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Post Sept. 11 security program has more problems

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[October 30, 2008]  WASHINGTON (AP) -- A post-Sept. 11 security program for workers with access to seaports faces a fresh delay because an important system collapsed without a backup in place.

A power surge last week affected the government building in Maryland that houses the technology to activate special identification cards for those workers. The surge knocked out a computer system needed by 120,000 workers facing an Oct. 31 deadline to activate their cards.

HardwareThe Transportation Worker Identification Credential system is still down.

Created after the attacks of Sept. 11, 2001, the system is intended to help ensure potential terrorists do not have access to sensitive security areas of U.S. seaports.

The program has faced several problems and delays. Most of the machines that print the cards were malfunctioning earlier this year. In May, officials decided to extend the compliance deadline by six months. The more than $70 million program also has been criticized because of potentially intrusive background checks on the workers and the $132.50 cost of the card, which workers pay.

The Oct. 31 deadline has been pushed back to Dec. 1, according to the Transportation Security Administration, which oversees the program.

"Acts of God happen," agency spokesman Christopher White said of the problem caused by the power surge. White said the system should be back online by Nov. 10 for those workers that need to meet the Dec. 1 deadline and it will be available at the end of November for the rest of the workers with a later deadline.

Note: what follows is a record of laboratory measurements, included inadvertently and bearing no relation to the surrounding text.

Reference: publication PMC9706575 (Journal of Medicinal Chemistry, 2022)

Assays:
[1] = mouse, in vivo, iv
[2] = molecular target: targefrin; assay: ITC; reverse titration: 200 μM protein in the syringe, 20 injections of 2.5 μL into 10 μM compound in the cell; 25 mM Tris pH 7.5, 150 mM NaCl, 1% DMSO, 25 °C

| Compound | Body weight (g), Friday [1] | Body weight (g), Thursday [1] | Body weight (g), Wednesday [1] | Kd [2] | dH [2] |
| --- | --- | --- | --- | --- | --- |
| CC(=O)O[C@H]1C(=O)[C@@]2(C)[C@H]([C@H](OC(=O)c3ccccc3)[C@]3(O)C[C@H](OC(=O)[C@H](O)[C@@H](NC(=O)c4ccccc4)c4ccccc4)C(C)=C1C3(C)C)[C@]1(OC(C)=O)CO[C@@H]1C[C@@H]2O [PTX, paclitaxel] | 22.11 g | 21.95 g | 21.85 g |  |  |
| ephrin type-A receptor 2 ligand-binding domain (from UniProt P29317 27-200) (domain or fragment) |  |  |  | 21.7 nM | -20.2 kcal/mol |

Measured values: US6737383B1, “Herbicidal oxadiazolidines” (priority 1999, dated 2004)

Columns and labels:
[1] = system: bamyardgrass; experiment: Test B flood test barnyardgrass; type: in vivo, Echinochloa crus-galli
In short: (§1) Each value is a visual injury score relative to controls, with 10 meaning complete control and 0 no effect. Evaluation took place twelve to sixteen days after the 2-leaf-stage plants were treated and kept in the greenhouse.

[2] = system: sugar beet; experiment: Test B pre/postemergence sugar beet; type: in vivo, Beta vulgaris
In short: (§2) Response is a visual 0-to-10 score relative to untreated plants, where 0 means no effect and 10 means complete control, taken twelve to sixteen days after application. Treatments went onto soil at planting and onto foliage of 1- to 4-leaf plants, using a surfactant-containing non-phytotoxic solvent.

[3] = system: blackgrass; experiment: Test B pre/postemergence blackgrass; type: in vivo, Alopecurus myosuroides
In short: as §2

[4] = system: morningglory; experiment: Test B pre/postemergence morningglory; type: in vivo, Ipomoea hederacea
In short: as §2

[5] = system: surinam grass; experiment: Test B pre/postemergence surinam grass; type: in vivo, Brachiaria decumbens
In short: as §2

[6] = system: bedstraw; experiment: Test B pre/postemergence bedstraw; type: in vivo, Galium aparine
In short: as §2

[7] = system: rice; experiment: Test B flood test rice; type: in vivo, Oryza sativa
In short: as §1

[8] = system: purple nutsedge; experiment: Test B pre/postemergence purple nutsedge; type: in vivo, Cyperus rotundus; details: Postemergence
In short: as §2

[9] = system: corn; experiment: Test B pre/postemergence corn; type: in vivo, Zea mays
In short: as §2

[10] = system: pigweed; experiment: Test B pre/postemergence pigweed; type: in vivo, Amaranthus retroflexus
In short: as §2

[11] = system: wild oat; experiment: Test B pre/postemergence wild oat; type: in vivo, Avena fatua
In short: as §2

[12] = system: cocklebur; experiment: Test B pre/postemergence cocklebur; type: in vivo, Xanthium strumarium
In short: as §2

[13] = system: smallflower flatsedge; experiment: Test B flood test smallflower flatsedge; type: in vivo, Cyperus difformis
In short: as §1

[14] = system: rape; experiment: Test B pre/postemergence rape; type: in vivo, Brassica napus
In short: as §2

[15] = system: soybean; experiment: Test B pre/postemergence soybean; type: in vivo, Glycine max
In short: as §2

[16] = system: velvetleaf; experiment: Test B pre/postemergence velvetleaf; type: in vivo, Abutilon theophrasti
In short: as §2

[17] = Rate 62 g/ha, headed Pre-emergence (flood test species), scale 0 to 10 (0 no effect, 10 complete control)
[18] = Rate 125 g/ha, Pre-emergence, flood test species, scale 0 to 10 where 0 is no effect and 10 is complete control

Of the approximately 120,000 workers who need to activate their cards, the breakdown only affects 10,477, according to enrollment and activation numbers the agency provided.

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But Rep. Bennie Thompson, who heads the House Homeland Security Committee, said this was just one more in the program's comedy of errors. "The unfortunate thing is a system so important to national security is being treated like as if it's an afterthought," said Thompson, D-Miss.

Thompson said the lack of backup was the most troubling part about the situation.

The TSA says the backup system is being built now and should be available in the next few weeks. The maintenance, operations and improvements for the program are funded through fees. The first priority, White said, was to get the system online so that workers could enroll for and activate their tamperproof cards.

[Associated Press; By EILEEN SULLIVAN]

Copyright 2008 The Associated Press. All rights reserved. This material may not be published, broadcast, rewritten or redistributed.


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